Eating Smørrebrød Like a True Dane

Since one of the best experiences of traveling to any new place is trying the local food, when we landed in Copenhagen and saw in every window and on every sidewalk menu that we passed the advertising of Smørrebrød we figured we should give it a try. After all we had never heard of it and it had so many o’s with dashes through it that it had to be good. And as it turns out, if you are looking for a traditional Danish food experience you need look no further than this delicious open-faced sandwich.

Start with marinated herring on rugbrød. Follow with some other type of fish, say salmon or shrimp. Next, comes the meat. End with cheese. You don’t have to eat all of it, but what you do eat must come in that order and it must be eaten using fork and knife. This is the first rule of eating Smørrebrød, as we found out from our previously mentioned Danish cultural guru, Laura the Tour Guide. Throughout our entire walkthrough of Copehagen she was filled with nothing but pleasing laughter and good natured smiling, except when it came to the matter of eating Smørrebrød properly, which she conveyed with the utmost seriousness. It was obvious that not following this custom seemed a good way to perturb the locals. (Though apparently there are far more severe ways to piss off a Dane.)

Smørrebrød, pronounced something like SMUHR–bruth, although literally meaning “buttered bread”, is an artistically crafted open-faced sandwich and is the staple of any frokost in Denmark. A meal of Smørrebrød consists of several different variations of this “sandwich” and is traditionally made on sourdough rye bread. The bread is smeared with either butter or duck fat, and covered in toppings, or pålæg, ranging from meat to seafood, eggs and cheeses, which are prepared sliced, roasted, fried, smoked, scrambled, raw or whatever other way the server sees fit. A final pyntet of garnishes covers it all. Each topping and corresponding garnish gets its own piece of bread, each making up a separate sandwich, each eaten in the specific order mentioned above. Complement with some Danish beer, and just like that, you’re eating Smørrebrød like a true Dane. Velbekomme!

Smørrebrød from Aamanns

Columbus Leth, Aamanns

According to our Rough Guide to Europe the place to go for some proper Smørrebrød was Aamanns. After taking, in my opinion, what was the nicest walk in Copenhagen through Kongens Have park to the southeast corner of Østre Anlæg, we came upon this out of the way restaurant/deli. Based on the obvious lack of tourists and over abundance of locals going about their Danish business we were at once both slightly intimidated and quite pleased with the choice.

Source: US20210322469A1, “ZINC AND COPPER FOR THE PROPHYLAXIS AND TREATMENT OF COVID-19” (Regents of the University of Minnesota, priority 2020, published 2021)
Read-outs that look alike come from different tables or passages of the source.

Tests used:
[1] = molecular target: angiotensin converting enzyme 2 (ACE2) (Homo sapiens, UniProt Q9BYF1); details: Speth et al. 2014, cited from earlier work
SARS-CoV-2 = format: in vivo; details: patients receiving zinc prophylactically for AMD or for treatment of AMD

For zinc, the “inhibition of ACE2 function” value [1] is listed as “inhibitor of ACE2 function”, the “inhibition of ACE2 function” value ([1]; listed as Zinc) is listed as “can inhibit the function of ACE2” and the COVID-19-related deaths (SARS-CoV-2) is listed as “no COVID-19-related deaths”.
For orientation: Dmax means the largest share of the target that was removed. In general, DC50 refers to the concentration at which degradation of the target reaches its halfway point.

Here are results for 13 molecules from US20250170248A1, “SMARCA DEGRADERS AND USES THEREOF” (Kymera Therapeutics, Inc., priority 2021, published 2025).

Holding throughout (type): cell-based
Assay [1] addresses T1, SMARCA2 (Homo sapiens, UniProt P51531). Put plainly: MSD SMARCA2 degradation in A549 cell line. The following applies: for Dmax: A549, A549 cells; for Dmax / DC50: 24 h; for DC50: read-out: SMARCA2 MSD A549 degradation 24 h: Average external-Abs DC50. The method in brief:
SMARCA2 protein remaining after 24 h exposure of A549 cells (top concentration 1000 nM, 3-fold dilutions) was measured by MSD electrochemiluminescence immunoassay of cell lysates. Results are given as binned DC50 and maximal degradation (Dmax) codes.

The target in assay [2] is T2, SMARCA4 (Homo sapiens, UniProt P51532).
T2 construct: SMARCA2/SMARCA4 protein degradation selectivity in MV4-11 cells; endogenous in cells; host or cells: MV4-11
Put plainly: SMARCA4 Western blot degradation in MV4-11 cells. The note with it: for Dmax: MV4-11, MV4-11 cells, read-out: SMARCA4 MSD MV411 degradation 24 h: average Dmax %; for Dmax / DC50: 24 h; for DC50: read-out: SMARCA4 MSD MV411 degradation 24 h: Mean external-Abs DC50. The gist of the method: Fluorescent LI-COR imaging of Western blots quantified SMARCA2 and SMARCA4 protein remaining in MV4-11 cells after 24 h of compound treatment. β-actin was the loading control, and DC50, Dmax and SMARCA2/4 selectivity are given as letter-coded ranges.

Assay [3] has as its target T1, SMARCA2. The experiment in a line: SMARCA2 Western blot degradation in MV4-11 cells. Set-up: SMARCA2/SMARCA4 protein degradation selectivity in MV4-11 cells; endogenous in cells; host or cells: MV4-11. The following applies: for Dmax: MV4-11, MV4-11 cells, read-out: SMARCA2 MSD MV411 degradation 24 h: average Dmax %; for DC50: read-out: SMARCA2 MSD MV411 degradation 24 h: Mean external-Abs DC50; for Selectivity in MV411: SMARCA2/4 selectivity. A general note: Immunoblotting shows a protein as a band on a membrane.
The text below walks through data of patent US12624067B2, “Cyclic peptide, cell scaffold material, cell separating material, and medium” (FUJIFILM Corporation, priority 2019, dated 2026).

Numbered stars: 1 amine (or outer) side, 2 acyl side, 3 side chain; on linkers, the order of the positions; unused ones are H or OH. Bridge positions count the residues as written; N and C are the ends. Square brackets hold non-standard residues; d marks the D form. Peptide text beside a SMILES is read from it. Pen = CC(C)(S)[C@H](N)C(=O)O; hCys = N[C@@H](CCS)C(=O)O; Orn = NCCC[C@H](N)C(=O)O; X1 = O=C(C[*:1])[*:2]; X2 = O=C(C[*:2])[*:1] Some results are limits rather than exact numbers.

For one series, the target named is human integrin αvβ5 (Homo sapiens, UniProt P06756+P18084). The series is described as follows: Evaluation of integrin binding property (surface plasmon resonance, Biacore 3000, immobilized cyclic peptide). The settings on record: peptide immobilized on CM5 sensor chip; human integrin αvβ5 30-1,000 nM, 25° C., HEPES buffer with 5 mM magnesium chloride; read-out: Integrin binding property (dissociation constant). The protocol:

Aamanns Smørrebrød Sign

Sanne Overgaard Møller, Mitzie Mee

Aamanns Smørrebrød Take Away Front

Ian Tan, Flickr

We opted for the deli, which is on the right side of the restaurant through the glass door marked “Take Away” and up the stairs. Following the suggestion of the helpful person behind the counter we soon walked back out carrying our very own fish and meat Smørrebrød in a nicely prepared box.

Being an American the very nature of an open-faced sandwich seems a little unnatural, and more often than not the thought of one conjures up images of a sloppy smorgasbord of gravy doused turkey and soggy bread. So when we first opened the take away box containing the Smørrebrød we ordered it was quite a surprise to find two fancy looking salads inside.

Meat Smørrebrød from Aamanns

Fish Smørrebrød from Aamanns

Smørrebrød Take Away from Aamanns in Copenhagen

To say the least it was delicious. We tried to eat it as slowly as possible so it could last as long as possible and when all was said and done Copenhagen’s Smørrebrød easily gave Stockholm’s bottomless fish soup a run for its money as our favorite Scandinavian food experience.

And it turns out we don’t have to travel all the way to Copenhagen to get our fix of nordic cuisine since Café Smörgås in Paris serves up the Swedish version near the Canal St. Martin. Or when we find ourselves back in New York we can try The Copenhagen in TriBeCa for about as close as you can get to eating like a true Dane outside Denmark. Of course, nothing beats getting it from the source, and the lesson learned here is that whenever traveling in a foreign place and a particular food is advertised everywhere you go, you are best to try it, especially if you can’t pronounce its name. 

Just make sure you eat it right.